are phrases that have been
increasingly driving the fresh egg category; “cage-free”
and “omega-;” claims will no longer cut it for the growing
number of consumers concerned with animal welfare.
Matthew Sherman, CMO of Handsome Brook Farm,
Franklin, N. Y., says that while conventional egg pricing
has rebounded from the lows of last year, the category
is still losing volume to humanely raised eggs. There
will likely always be a market for cheap eggs, he says,
but “the middle is going to continue to struggle as
consumers either prioritize price or quality.”
Additionally, as information on eggs becomes more
widely available and viral international cooking videos
display dark orange yolks, consumers are starting to look
for this quality in American eggs as they realize chickens
fed with grain and corn tend to yield lighter colors.
While humanely raised eggs are currently in the
commodity realm, retailers continue to ;ock to the
cage-free segment, including Kroger, Walmart,
Albertsons and Fresh Thyme Farmers Market, which
are all working toward exclusively cage-free o;erings.
Pourable and already peeled eggs—as well as snack
packs that include eggs—have been a welcome addition
to grocery shelves as the demand for convenience grows
stronger. Also, retailers that o;er these products have
been moving them into the organic, cage-free and free-range space.
Cincinnati-based The Kroger Co., for example, has
championed this category in its own Simple Truth
Organic brand with o;erings such as free-range peeled
and ready-to-eat hard-boiled eggs, free-range ;;;;
egg whites and cage-free whole liquid eggs.
Last spring, Boise-based Albertsons expanded its
commitment to o;er only cage-free eggs by ;;;; to
include liquid eggs. It also carries innovative products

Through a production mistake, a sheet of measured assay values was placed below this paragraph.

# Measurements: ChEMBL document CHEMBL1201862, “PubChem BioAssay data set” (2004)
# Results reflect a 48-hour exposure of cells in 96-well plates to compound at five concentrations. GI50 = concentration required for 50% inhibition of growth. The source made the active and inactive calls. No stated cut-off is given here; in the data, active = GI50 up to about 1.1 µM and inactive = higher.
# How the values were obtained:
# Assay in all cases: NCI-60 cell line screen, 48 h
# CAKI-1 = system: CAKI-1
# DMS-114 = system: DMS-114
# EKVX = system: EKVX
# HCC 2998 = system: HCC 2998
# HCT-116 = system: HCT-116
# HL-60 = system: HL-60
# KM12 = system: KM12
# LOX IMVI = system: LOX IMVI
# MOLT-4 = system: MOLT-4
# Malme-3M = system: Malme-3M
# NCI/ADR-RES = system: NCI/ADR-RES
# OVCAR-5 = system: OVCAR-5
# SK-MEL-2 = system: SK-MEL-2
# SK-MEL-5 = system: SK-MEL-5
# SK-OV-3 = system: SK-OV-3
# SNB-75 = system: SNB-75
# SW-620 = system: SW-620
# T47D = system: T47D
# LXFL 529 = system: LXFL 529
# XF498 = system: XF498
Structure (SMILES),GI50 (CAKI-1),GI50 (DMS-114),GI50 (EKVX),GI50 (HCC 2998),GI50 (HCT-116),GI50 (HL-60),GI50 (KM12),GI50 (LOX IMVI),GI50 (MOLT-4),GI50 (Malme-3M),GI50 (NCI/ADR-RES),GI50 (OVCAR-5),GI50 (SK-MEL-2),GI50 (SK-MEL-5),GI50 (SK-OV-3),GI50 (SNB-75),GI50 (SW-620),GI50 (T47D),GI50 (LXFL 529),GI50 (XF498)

such as Sauder’s Eggs’ pickled hard-boiled eggs in
;avors such as Bu;alo and red beet.
Protein-laden snack packs that
include ready-to-eat eggs
have also been popping up
in the refrigerated section.
These include a hard-boiled
egg alongside other healthy
items such as cheese, chocolate
The demand for quick, protein-rich breakfasts is a key
opportunity in the freezer aisle, and manufacturers are
getting more creative with egg-based options.
Andrew Reichgut, EVP of Avenel, N.J.-based Garden
Lites, which includes veggie frittatas among its product
o;erings, says that while consumers are moving toward
plant-based proteins, they don’t tend to consider eggs a
“meat protein”; therefore, demand remains high. “With
eggs not being bucketed into this group, they are the
perfect solution for the freezer section,” he says.
Also, eggs are going beyond breakfast, according
to WGB sister research ;rm Technomic, and ;;; of
consumers are likely to eat eggs for either lunch or dinner.
However, breakfast is still the most popular occasion at
;;;, potentially giving value-add frozen egg items such
as bowls and burritos a boost.
Eggs are also a favorite
of those on the paleo diet.
Marketing frozen eggs to
this category of consumer by
marking the items with a special
paleo callout could draw them
to quick, healthy frozen meal
solutions that ;t their lifestyle.
While eggs are often considered an exception to meat-based products, veganism is also on the rise. Similar to
how items such as plant-based Impossible
Meat have been exploding across both
the grocery and restaurant channels,
egglike products are making their way
into the limelight with o;erings such as
Just Egg, which is made with mung beans.
It was chosen by WGB’s Meg Major as
her November ;;;; Editors’ Elites top
new product, declaring it “looks and
scrambles eggs-actly like its conventional
Just Egg is currently entering the retail
market, where it will meet competitors
such as VeganEgg, made with ingredients
such as algal ;our and soymilk powder,
and the Neat Egg, derived from garbanzo
beans and chia seeds.
For vegans less enthusiastic about imitation eggs,
tofu scrambles have become a popular substitute, which
hints at an opportunity for cross-merchandising among
other breakfast o;erings and is even popping up in the
Fridge & Frozen Center Store